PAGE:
Railway Age, 14-January-1918

A railroad gun is a large piece of artillery that is mounted on a rail car for transportation and often for firing.  They were common during World War One, but are no longer used because they are too inflexible and vulnerable to air attack. 

Thursday, August 17, 2017

Hail, Liberty -- August 17, 2017

The cover of the 14-July-1986 Time Magazine is dedicated to the Statue of Liberty, which was celebrating its 100th birthday.  Some people seem to feel that images of Lady Liberty are insulting to our so-called president. 

Tuesday, August 15, 2017

Señorita Rio -- August 15, 2017

The cover of Fight Comics number 45, from October, 1946, featured a cover drawn by Lily Renee, one of the rare female comic book artists in the early industry.  Her character, Señorita Rio, a spy, was beautiful and fun.  Fiction House comics were famous for having lovely women on the covers. 

Monday, August 14, 2017

Charlottesville -- August 14, 2017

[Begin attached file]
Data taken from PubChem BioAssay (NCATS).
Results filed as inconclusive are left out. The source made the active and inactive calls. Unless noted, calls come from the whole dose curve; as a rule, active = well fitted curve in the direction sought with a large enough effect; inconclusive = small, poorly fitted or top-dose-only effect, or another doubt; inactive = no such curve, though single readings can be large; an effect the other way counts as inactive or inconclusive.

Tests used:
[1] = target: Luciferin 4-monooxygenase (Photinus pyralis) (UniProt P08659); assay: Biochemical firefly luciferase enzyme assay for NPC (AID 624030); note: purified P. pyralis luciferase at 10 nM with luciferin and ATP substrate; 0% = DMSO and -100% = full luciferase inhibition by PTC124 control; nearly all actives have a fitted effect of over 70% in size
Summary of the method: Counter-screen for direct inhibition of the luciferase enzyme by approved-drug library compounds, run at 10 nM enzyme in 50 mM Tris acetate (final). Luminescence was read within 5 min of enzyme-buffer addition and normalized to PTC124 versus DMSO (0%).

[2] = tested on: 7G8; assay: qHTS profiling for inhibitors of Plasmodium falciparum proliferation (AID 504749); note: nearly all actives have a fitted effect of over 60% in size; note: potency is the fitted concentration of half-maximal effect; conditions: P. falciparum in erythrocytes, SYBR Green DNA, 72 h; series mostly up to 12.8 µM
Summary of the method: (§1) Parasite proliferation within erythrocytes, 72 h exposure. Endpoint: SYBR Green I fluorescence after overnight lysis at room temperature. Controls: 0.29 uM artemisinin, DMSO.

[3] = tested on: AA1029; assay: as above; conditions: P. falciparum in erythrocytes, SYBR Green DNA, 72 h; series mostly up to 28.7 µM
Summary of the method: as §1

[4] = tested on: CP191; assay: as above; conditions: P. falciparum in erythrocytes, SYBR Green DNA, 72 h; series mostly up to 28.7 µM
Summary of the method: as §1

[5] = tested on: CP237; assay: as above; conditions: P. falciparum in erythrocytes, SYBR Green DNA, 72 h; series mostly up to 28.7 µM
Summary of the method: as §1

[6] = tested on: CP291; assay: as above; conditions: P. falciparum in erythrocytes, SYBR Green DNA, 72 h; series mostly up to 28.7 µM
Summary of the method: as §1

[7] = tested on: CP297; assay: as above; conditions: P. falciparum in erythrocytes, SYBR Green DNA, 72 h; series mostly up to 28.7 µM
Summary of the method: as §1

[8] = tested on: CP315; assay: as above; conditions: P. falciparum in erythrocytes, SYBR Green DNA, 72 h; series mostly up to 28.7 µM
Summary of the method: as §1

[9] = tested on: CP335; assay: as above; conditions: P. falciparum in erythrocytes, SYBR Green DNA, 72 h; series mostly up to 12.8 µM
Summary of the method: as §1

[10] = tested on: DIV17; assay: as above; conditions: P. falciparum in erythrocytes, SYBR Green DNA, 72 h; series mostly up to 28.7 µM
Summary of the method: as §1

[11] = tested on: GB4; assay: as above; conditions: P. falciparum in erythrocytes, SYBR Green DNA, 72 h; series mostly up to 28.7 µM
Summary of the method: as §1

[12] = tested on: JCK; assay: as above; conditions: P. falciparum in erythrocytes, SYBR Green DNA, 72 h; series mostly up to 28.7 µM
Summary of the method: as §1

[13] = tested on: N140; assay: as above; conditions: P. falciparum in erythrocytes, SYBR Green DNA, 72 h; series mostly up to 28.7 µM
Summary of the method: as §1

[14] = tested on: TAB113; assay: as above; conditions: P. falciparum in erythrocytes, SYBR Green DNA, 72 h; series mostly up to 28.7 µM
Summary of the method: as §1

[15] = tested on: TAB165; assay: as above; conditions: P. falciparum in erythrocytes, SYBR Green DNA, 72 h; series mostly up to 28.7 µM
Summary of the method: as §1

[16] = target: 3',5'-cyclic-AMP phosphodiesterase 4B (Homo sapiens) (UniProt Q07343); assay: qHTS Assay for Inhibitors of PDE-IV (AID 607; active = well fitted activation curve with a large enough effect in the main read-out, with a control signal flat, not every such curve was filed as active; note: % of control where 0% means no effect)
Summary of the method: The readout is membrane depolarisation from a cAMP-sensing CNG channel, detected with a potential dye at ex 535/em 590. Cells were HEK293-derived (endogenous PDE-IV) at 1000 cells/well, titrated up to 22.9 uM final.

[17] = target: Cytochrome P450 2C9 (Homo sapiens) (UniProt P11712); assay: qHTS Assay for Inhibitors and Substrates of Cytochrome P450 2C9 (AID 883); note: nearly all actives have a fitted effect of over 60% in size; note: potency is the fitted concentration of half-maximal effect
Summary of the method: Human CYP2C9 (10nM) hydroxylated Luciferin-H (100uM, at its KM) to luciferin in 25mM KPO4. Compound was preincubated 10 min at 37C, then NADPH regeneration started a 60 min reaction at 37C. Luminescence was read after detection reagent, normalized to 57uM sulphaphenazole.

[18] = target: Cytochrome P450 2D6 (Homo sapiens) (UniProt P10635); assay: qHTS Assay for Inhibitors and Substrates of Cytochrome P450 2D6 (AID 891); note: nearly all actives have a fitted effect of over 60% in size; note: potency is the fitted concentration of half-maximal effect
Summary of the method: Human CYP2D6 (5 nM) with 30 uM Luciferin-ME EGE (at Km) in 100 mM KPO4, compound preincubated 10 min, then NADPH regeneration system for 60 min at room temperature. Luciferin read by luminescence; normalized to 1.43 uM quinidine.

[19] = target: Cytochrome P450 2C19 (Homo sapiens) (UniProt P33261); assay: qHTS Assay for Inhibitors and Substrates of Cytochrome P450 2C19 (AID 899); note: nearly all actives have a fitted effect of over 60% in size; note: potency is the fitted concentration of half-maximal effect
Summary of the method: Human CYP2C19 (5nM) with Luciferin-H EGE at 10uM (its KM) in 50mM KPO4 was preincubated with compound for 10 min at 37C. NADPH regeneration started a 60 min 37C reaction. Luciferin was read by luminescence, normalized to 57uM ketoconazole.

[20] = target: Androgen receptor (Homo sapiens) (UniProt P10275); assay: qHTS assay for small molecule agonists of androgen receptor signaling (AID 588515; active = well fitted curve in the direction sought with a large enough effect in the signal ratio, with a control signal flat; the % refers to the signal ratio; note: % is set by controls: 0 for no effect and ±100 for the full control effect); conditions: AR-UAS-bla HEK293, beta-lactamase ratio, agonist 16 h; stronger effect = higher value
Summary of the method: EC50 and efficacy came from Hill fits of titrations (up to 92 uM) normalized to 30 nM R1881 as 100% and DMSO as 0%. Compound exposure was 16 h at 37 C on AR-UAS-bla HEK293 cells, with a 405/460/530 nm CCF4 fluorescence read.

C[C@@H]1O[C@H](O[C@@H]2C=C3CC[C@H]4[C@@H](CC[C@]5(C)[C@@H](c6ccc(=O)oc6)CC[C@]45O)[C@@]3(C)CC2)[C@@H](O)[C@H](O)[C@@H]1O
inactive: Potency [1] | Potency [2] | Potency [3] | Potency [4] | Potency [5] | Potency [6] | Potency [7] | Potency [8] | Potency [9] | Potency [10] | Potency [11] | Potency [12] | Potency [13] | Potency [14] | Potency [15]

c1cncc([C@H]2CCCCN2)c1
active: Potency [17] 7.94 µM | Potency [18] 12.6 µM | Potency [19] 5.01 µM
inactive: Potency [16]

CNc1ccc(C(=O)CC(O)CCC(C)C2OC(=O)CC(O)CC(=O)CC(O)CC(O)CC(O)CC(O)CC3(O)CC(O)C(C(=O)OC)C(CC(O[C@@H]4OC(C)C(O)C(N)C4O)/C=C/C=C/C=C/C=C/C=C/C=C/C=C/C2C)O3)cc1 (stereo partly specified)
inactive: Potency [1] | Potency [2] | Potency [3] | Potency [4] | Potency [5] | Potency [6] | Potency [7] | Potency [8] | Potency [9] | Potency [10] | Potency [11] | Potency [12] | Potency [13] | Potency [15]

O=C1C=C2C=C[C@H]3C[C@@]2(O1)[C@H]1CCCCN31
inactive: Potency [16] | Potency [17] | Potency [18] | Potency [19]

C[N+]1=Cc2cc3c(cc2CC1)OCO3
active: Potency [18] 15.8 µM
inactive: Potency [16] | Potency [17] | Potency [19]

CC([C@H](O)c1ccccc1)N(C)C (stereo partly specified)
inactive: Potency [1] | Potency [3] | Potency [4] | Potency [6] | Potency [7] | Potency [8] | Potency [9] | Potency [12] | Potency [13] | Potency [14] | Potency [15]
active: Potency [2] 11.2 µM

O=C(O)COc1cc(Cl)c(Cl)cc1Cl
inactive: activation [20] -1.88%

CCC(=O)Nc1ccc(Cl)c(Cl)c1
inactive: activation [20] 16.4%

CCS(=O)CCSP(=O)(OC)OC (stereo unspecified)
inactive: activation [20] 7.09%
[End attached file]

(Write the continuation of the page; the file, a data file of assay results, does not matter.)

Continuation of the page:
A bunch of idiots went to Charlottesville, Virginia for something called the Unite the Right rally.  The rally was held to protest the removal of statues of Civil War traitors including Robert E Lee.  One of these superior people used his car to plow into a crowd of counter-protesters, killing one person and injuring 19 others.

Why do these people hate America so much?  They adopt the emblems of historical losers like the Confederacy and the Nazis.  They take inspiration from our so-called president. He can't bring himself to call this domestic terrorism.  He tries to blame both sides. 

Sunday, August 13, 2017

Spicy Detective -- August 13, 2017